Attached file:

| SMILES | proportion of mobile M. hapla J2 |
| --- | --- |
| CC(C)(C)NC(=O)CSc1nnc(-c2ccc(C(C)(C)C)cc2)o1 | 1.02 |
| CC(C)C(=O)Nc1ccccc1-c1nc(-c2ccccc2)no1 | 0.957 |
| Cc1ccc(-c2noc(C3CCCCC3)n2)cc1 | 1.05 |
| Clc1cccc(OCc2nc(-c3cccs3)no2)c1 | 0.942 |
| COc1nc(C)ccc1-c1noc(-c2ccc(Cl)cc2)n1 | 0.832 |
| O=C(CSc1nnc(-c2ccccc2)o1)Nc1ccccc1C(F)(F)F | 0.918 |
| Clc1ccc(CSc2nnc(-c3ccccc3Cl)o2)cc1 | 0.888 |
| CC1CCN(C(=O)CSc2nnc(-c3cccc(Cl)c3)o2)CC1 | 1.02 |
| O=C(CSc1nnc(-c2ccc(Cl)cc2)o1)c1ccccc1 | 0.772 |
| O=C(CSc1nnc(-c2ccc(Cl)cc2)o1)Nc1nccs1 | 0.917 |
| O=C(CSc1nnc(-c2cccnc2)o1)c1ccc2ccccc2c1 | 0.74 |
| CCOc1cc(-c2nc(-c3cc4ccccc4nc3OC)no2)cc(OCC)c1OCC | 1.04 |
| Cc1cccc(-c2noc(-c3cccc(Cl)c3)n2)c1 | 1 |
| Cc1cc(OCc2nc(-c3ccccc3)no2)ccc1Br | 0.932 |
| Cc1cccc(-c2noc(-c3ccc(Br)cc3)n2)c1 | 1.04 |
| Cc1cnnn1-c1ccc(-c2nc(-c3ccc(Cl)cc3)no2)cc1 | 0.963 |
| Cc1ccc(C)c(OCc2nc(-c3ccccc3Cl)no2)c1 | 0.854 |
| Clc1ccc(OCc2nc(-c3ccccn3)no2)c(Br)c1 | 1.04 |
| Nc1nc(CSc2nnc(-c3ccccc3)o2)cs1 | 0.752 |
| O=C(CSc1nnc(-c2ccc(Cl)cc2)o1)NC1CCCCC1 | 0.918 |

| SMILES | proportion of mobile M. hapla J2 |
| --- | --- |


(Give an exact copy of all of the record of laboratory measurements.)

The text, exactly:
| SMILES | proportion of mobile M. hapla J2 |
| --- | --- |
| CC(C)(C)NC(=O)CSc1nnc(-c2ccc(C(C)(C)C)cc2)o1 | 1.02 |
| CC(C)C(=O)Nc1ccccc1-c1nc(-c2ccccc2)no1 | 0.957 |
| Cc1ccc(-c2noc(C3CCCCC3)n2)cc1 | 1.05 |
| Clc1cccc(OCc2nc(-c3cccs3)no2)c1 | 0.942 |
| COc1nc(C)ccc1-c1noc(-c2ccc(Cl)cc2)n1 | 0.832 |
| O=C(CSc1nnc(-c2ccccc2)o1)Nc1ccccc1C(F)(F)F | 0.918 |
| Clc1ccc(CSc2nnc(-c3ccccc3Cl)o2)cc1 | 0.888 |
| CC1CCN(C(=O)CSc2nnc(-c3cccc(Cl)c3)o2)CC1 | 1.02 |
| O=C(CSc1nnc(-c2ccc(Cl)cc2)o1)c1ccccc1 | 0.772 |
| O=C(CSc1nnc(-c2ccc(Cl)cc2)o1)Nc1nccs1 | 0.917 |
| O=C(CSc1nnc(-c2cccnc2)o1)c1ccc2ccccc2c1 | 0.74 |
| CCOc1cc(-c2nc(-c3cc4ccccc4nc3OC)no2)cc(OCC)c1OCC | 1.04 |
| Cc1cccc(-c2noc(-c3cccc(Cl)c3)n2)c1 | 1 |
| Cc1cc(OCc2nc(-c3ccccc3)no2)ccc1Br | 0.932 |
| Cc1cccc(-c2noc(-c3ccc(Br)cc3)n2)c1 | 1.04 |
| Cc1cnnn1-c1ccc(-c2nc(-c3ccc(Cl)cc3)no2)cc1 | 0.963 |
| Cc1ccc(C)c(OCc2nc(-c3ccccc3Cl)no2)c1 | 0.854 |
| Clc1ccc(OCc2nc(-c3ccccn3)no2)c(Br)c1 | 1.04 |
| Nc1nc(CSc2nnc(-c3ccccc3)o2)cs1 | 0.752 |
| O=C(CSc1nnc(-c2ccc(Cl)cc2)o1)NC1CCCCC1 | 0.918 |

| SMILES | proportion of mobile M. hapla J2 |
| --- | --- |